Tenants with out a lease

9 Replies

My friend just purchased a quad and has tenants from previous owner that do not have a lease. What options does he have for evicting? He wants them out. He started eviction process. I am wondering if he can get them out of his unit earlier since there is no lease signed rather then have to wait to go to court. This is happening in New Jersey.

You would have to check into the town but I woukd think it would be something like a thirty day notice. talk to a lawyer.

First make sure that the tenants do not have a verbal agreement (1yr CA) with the previous owner. If the existing written agreement has expired tenancy a 30 day notice terminating tenancy, 60 day notice if tenant has lived on the premises longer than a year. 

Oral rental agreements

In an oral rental agreement, you and the landlord agree orally (not in writing) that you will rent the rental unit. In addition, you agree to pay a specified rent for a specified period of time - for example, a week or a month. This kind of rental agreement is legally binding on both you and the landlord, even though it is not in writing unless a tenant and a landlord agree to the lease of a rent unit for more than one year, the agreement must be in writing.55 If such an agreement is not in writing, it is not enforceable. If you have a valid oral agreement and later have a disagreement with your landlord, you will have no written proof of the terms of your rental agreement. Therefore, it’s usually best to have a written rental agreement.

However, even if the agreement is oral, the landlord must give you a written statement regarding the name, street address, and phone number of the landlord or agent for receipt of legal notices; the contact information for the person who is to accept the rent; and how the rent is to be paid (for example by cash, check or money order.)

It's especially important to have a written rental agreement if your tenancy involves special circumstances, such as any of the following:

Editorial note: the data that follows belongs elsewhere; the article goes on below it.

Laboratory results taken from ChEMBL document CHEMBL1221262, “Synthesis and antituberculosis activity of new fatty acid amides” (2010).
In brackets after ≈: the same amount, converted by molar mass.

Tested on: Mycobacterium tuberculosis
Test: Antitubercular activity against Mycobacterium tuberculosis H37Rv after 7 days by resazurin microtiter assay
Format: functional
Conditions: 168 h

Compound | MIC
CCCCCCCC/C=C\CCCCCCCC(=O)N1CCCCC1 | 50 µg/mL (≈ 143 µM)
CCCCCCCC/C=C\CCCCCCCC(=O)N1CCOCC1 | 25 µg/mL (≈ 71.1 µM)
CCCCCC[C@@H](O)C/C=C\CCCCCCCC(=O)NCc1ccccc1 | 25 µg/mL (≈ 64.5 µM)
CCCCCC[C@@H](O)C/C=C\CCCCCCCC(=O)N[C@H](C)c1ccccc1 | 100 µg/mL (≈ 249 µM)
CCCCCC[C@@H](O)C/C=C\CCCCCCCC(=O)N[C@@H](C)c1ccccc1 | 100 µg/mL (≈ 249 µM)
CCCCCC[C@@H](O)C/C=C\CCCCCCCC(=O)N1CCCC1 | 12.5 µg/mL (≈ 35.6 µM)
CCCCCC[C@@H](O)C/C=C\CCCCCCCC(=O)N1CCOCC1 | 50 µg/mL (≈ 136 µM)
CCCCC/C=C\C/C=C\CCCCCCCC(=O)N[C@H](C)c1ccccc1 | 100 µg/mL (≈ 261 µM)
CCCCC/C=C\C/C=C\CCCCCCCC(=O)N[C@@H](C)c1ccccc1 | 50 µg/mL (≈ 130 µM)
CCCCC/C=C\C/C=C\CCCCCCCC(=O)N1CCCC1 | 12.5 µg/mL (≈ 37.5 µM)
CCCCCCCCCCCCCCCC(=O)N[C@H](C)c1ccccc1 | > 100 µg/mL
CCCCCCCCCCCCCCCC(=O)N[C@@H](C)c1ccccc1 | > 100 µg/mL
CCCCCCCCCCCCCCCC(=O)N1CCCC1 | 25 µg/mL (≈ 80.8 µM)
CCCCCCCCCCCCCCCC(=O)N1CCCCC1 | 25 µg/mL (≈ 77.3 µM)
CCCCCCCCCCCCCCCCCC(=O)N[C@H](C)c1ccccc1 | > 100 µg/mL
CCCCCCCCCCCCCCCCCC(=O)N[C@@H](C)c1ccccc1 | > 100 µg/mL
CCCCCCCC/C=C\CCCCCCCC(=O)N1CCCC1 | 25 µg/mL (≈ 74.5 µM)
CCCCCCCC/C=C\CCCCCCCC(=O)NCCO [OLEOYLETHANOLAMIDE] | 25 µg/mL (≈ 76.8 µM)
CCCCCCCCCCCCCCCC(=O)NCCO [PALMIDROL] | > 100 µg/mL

• You plan to live in the unit for a long time (for example, nine months or a year);
  • Your landlord has agreed to your having a pet or water-filled furniture (such as a waterbed); or
  • The landlord has agreed to pay any expenses (for example, utilities or garbage removal) or to provide any services (for example, a gardener).

@Shawn M.   Luckily I don't have much experience in eviction but I know sometimes landlords will do cash for keys to get tenants out.  Have you considered that route?  

Yes, cash for keys is an option.

A tenant who had a lease that expired and stays has a year to year tenancy.

A tenant who has no written agreement is tenancy at will, oral agreements are not effective. All states hang with the "Statute of Frauds" all RE is by written agreement. Now, there may be provisions for oral agreements, but that is if the parties agree that the same agreement existed, you can't prove terms of oral agreements if they are contested.  Tenancy at will, requires notice as a month to month generally, it will be by state law as to when notice must be given;

Dates of notice are important, it may require 30 days with notice on the first, follow the process to the "T" as in that case, your eviction date won't be the first of the following month but 30 days after notice. Saying, check state laws carefully.

In cases where you have no lease agreement it's a good idea to let your attorney do the first one, then you'll learn. Being a day off can set you back 30+ days, then you may have another 30 days to court, another 10 or 15 until they show up to toss them out. So, it matters. :)


1) Curious why they want the tenants out. If its only because they don't have a lease then just draw up a new lease (month to month or year) for them to sign. If they have to get out; have they tried to ask them first and see what their position is and if they would leave by a certain date or have they already said no; we are not leaving

2) If no luck then go with cash for keys

3) If that doesn't work then you have to go with the lawyer/eviction route. Follow all the rules properly. 

Hi @Mark Langdon  the tenants have not paid since ownership switched hands.

Any recommendation for starting number with cash for key?

It depends on what the current rent amounts are. I am not an expert since I have never had to do this yet with my tenants but you have to think in their shoes. I am guessing it would need to be at least 1 month's rent to worth to make it worth their while. You would say 1 month's rent if they leave this Saturday by 12 Noon and the place is empty and clean in a "broom swept" condition. Obviously you could try doing a lower amount first to see if they would bite but probably best to put in only "one best and final offer" and be firm about it. 

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